I've read that Raspberry GPIO ports can't withstand +5v and works only with +3.3 v, and that +5v could potentially permanently damage the port? But what does it mean exactly? Is that specific channel broken meaning that it can't be used reliably neither as an INPUT nor as an OUTPUT, it works as an output but it doesn't work and input?

  • This might help: raspberrypi.stackexchange.com/questions/97949/….
    – tlfong01
    Sep 12 '20 at 9:22
  • This might also help: raspberrypi.stackexchange.com/questions/96560/….
    – tlfong01
    Sep 12 '20 at 9:25
  • 1
    I accidentally did it but my rasp seem to be working fine. Is there a way to check if the GPIO pins have been somehow damaged, for example if they read an incorrect input value? Sep 12 '20 at 9:39
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    You are a prisoner of a mindset I urge you to drop. There is no such thing as an 'exact' answer to your question. Electronics is specified to work at certain conditions. When those conditions are not met, everything can happen. If we want to take it ELI5, your question has the same meaning of "can I still go on with my car if I drive into a wall at 50 ?", you can find a lot of people claiming they got away with it but in the end nobody cares: don't do it.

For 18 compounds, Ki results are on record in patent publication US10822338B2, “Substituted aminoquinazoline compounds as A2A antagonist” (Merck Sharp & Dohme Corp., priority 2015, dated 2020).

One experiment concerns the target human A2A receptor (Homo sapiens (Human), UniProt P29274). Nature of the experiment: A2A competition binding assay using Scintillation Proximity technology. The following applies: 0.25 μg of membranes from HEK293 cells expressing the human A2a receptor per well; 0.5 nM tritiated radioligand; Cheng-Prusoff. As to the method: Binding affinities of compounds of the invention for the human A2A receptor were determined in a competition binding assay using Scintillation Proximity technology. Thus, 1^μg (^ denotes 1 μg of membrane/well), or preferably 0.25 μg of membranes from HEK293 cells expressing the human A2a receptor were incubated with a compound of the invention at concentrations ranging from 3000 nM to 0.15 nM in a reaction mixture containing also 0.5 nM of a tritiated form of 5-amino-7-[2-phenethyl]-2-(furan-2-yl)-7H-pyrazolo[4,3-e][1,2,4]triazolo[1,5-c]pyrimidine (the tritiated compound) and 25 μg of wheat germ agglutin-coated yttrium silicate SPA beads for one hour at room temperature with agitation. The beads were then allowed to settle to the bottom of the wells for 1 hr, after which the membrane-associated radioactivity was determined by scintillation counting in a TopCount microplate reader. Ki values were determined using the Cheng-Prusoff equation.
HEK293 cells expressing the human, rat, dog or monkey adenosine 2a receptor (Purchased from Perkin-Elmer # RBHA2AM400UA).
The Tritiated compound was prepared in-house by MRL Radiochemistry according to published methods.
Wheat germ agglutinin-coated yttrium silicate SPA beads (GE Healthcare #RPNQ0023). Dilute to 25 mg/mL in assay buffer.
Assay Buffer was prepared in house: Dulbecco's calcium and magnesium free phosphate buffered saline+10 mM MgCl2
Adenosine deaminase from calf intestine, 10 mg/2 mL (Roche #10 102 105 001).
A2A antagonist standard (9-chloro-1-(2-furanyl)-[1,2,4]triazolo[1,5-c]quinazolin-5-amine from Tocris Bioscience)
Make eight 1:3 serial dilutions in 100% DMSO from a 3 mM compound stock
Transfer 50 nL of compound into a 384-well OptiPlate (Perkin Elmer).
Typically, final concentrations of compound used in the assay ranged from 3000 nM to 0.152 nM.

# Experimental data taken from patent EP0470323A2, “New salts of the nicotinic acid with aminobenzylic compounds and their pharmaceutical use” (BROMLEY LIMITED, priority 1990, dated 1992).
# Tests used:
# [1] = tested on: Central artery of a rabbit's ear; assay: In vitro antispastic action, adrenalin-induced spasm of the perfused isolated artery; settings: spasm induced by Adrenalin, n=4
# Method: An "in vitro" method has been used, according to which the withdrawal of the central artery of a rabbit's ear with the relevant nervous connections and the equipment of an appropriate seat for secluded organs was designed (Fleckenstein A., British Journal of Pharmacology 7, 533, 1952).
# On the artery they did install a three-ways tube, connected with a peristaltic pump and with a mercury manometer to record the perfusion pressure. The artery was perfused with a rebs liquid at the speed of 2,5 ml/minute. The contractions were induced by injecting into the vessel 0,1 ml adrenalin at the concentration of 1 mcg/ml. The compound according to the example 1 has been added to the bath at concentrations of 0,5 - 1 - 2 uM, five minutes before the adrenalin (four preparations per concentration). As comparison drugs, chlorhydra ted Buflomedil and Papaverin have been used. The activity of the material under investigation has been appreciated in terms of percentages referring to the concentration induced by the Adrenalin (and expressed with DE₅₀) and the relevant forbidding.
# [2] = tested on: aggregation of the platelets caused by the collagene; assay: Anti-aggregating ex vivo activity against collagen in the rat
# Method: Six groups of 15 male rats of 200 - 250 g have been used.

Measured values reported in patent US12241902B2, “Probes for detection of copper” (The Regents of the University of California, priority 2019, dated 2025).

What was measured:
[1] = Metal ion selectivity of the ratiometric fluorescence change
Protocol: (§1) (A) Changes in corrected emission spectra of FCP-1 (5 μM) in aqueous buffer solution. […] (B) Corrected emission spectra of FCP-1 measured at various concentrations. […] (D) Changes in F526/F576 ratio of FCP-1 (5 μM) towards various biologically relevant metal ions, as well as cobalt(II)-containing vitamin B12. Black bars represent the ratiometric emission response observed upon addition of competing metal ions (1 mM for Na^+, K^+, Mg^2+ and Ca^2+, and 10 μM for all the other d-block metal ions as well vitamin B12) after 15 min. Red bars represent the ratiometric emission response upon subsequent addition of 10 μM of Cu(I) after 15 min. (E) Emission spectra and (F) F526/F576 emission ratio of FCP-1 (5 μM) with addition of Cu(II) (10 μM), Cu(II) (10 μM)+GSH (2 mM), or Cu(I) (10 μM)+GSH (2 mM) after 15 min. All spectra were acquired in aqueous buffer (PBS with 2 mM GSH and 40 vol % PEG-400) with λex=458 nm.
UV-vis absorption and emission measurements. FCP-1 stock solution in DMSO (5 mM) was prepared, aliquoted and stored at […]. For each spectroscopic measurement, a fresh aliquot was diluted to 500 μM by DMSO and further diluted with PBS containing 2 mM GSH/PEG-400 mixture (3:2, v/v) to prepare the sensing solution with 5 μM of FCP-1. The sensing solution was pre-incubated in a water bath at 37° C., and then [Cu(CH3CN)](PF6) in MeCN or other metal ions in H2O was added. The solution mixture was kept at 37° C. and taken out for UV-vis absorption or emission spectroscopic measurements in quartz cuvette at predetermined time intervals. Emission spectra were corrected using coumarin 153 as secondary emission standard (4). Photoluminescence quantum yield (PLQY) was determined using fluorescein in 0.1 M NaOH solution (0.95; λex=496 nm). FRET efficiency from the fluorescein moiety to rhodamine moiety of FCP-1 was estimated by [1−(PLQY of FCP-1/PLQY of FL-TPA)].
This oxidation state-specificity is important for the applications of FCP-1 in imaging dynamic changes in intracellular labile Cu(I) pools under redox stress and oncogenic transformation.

– MaxDZ8
    Sep 12 '20 at 9:59
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    You have not one, but two correct answers to your question. Select one, please. I've never made this comment to anyone, but I will make it here. This is "laws of physics" stuff, and it is immutable.
    – Seamus
    Sep 13 '20 at 0:12

Applying 5V to a Pi GPIO will destroy the GPIO and the Pi (the Pi may not die immediately, it might take days to cascade the failure through the silicon).

There is a caveat, the Pi/GPIO may survive if the current is very limited, perhaps a few microamps.


The actual answer is it depends.

If you specify in more detail exactly what you intend to connect we can give you a better estimate of the probability that you will destroy the Pi or GPIO, but no one can give a definite answer because this puts the SOC into an indeterminate state. This can cause catastrophic chip failure, a simple GPIO failure, a latch up failure mode which is recoverable on removing power or if current is limited (which effectively prevents the actual voltage exceeding 3.3V + ~0.7V) no impact.

The simple answer is DON'T DO IT

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